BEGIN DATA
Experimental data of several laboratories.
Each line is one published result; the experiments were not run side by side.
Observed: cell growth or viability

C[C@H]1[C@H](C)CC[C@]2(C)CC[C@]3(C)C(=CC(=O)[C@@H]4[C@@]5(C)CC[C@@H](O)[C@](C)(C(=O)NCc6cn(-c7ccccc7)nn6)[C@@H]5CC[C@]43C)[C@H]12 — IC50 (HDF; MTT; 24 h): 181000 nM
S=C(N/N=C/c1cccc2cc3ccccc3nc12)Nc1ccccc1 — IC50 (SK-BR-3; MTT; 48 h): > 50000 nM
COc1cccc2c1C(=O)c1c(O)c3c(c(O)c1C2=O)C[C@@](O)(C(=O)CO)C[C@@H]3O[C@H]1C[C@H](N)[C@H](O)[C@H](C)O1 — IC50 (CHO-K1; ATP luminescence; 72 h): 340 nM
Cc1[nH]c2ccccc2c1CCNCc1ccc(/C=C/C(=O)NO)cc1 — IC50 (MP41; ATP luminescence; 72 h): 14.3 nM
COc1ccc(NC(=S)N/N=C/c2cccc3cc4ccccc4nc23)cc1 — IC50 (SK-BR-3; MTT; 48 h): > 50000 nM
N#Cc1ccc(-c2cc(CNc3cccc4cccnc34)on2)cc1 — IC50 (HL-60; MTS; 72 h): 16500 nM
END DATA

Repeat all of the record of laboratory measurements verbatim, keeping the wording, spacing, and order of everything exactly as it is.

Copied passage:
Experimental data of several laboratories.
Each line is one published result; the experiments were not run side by side.
Observed: cell growth or viability

C[C@H]1[C@H](C)CC[C@]2(C)CC[C@]3(C)C(=CC(=O)[C@@H]4[C@@]5(C)CC[C@@H](O)[C@](C)(C(=O)NCc6cn(-c7ccccc7)nn6)[C@@H]5CC[C@]43C)[C@H]12 — IC50 (HDF; MTT; 24 h): 181000 nM
S=C(N/N=C/c1cccc2cc3ccccc3nc12)Nc1ccccc1 — IC50 (SK-BR-3; MTT; 48 h): > 50000 nM
COc1cccc2c1C(=O)c1c(O)c3c(c(O)c1C2=O)C[C@@](O)(C(=O)CO)C[C@@H]3O[C@H]1C[C@H](N)[C@H](O)[C@H](C)O1 — IC50 (CHO-K1; ATP luminescence; 72 h): 340 nM
Cc1[nH]c2ccccc2c1CCNCc1ccc(/C=C/C(=O)NO)cc1 — IC50 (MP41; ATP luminescence; 72 h): 14.3 nM
COc1ccc(NC(=S)N/N=C/c2cccc3cc4ccccc4nc23)cc1 — IC50 (SK-BR-3; MTT; 48 h): > 50000 nM
N#Cc1ccc(-c2cc(CNc3cccc4cccnc34)on2)cc1 — IC50 (HL-60; MTS; 72 h): 16500 nM